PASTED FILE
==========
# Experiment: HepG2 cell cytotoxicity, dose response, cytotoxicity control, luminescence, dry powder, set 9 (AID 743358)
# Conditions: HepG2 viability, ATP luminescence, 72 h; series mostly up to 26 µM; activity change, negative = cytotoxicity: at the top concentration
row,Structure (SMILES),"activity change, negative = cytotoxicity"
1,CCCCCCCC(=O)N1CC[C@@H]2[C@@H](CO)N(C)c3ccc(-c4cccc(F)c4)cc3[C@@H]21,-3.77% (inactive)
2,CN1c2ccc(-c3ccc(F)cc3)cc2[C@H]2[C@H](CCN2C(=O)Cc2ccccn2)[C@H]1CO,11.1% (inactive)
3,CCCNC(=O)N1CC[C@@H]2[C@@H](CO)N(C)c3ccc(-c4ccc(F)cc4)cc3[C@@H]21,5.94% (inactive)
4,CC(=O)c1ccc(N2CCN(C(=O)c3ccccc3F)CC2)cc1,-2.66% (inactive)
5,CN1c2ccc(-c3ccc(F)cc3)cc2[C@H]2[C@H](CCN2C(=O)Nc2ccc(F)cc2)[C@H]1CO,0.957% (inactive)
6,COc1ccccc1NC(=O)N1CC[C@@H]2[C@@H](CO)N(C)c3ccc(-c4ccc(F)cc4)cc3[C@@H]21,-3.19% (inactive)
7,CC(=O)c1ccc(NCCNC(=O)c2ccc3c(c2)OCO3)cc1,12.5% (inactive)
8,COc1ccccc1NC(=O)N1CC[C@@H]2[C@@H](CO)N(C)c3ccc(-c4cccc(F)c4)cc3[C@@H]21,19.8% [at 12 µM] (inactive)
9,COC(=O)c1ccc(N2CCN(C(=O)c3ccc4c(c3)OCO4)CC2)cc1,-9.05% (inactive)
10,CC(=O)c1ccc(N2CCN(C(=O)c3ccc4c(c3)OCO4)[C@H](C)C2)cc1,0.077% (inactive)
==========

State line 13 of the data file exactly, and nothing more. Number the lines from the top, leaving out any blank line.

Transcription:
10,CC(=O)c1ccc(N2CCN(C(=O)c3ccc4c(c3)OCO4)[C@H](C)C2)cc1,0.077% (inactive)